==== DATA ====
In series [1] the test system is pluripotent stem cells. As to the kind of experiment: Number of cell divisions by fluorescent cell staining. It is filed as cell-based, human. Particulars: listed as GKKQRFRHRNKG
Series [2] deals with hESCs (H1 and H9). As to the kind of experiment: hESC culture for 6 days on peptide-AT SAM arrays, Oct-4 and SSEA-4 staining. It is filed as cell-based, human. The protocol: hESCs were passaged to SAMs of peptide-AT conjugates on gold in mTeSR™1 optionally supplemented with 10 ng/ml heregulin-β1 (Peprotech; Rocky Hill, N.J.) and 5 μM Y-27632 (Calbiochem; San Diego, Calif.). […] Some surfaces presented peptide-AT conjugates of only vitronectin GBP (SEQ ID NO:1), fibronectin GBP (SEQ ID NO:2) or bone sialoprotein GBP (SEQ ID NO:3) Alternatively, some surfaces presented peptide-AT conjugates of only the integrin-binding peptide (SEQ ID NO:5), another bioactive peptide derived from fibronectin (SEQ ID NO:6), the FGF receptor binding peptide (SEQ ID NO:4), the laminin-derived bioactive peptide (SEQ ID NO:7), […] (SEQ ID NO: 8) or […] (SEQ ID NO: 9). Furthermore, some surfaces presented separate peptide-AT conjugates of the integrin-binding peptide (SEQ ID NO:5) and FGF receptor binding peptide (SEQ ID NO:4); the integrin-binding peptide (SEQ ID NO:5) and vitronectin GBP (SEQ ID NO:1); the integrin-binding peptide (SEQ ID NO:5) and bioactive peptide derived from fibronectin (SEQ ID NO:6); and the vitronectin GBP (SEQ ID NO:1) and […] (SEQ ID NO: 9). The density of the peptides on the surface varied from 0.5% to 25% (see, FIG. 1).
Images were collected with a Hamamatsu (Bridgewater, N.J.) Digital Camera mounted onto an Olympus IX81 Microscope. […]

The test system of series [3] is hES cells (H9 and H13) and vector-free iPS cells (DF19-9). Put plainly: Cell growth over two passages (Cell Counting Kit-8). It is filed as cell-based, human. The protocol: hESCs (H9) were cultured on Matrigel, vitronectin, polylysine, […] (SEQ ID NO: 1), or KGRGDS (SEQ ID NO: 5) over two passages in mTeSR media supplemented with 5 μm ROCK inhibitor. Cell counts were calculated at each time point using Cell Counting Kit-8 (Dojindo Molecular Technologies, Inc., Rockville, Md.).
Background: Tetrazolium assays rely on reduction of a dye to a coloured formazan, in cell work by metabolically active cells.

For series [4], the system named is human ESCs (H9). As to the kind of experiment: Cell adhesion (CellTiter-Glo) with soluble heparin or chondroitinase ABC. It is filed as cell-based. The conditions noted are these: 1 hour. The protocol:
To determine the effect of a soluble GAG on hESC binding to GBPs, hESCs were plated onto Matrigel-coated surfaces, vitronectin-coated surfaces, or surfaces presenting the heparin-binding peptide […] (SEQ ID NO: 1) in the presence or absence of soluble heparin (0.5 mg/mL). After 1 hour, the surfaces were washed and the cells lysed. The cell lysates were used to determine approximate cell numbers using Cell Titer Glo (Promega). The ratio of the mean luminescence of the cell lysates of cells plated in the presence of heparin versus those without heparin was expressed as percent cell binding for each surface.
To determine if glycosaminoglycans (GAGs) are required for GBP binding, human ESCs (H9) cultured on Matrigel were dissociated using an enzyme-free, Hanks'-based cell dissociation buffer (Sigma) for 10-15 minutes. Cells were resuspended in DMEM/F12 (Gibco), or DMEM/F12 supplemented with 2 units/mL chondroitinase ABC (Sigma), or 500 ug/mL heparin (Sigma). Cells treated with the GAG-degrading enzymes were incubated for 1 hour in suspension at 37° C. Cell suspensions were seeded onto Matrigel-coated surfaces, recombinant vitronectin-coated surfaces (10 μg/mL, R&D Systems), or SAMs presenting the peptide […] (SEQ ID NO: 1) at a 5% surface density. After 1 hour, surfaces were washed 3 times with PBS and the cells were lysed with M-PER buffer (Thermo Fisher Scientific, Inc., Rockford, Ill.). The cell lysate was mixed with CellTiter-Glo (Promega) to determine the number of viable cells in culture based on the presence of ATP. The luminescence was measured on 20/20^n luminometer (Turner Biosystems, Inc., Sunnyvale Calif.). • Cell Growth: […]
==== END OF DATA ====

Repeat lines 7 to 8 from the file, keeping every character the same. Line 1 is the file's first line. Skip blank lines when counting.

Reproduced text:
To determine the effect of a soluble GAG on hESC binding to GBPs, hESCs were plated onto Matrigel-coated surfaces, vitronectin-coated surfaces, or surfaces presenting the heparin-binding peptide […] (SEQ ID NO: 1) in the presence or absence of soluble heparin (0.5 mg/mL). After 1 hour, the surfaces were washed and the cells lysed. The cell lysates were used to determine approximate cell numbers using Cell Titer Glo (Promega). The ratio of the mean luminescence of the cell lysates of cells plated in the presence of heparin versus those without heparin was expressed as percent cell binding for each surface.
To determine if glycosaminoglycans (GAGs) are required for GBP binding, human ESCs (H9) cultured on Matrigel were dissociated using an enzyme-free, Hanks'-based cell dissociation buffer (Sigma) for 10-15 minutes. Cells were resuspended in DMEM/F12 (Gibco), or DMEM/F12 supplemented with 2 units/mL chondroitinase ABC (Sigma), or 500 ug/mL heparin (Sigma). Cells treated with the GAG-degrading enzymes were incubated for 1 hour in suspension at 37° C. Cell suspensions were seeded onto Matrigel-coated surfaces, recombinant vitronectin-coated surfaces (10 μg/mL, R&D Systems), or SAMs presenting the peptide […] (SEQ ID NO: 1) at a 5% surface density. After 1 hour, surfaces were washed 3 times with PBS and the cells were lysed with M-PER buffer (Thermo Fisher Scientific, Inc., Rockford, Ill.). The cell lysate was mixed with CellTiter-Glo (Promega) to determine the number of viable cells in culture based on the presence of ATP. The luminescence was measured on 20/20^n luminometer (Turner Biosystems, Inc., Sunnyvale Calif.). • Cell Growth: […]